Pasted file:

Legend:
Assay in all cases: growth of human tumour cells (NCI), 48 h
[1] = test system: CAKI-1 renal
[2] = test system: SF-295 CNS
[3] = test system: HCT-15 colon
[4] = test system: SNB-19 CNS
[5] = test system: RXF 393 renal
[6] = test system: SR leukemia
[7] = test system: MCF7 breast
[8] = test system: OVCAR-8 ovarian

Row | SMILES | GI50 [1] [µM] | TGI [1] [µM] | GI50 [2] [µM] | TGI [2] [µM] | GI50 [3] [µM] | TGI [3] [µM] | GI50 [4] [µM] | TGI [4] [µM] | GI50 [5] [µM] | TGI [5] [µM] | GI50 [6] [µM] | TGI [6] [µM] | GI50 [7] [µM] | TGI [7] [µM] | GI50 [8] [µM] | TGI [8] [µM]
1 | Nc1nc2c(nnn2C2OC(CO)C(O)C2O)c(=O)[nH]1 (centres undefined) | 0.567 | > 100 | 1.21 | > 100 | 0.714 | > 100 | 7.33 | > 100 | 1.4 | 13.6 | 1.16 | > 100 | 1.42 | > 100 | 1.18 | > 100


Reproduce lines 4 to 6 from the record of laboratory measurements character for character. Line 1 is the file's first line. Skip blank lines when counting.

[2] = test system: SF-295 CNS
[3] = test system: HCT-15 colon
[4] = test system: SNB-19 CNS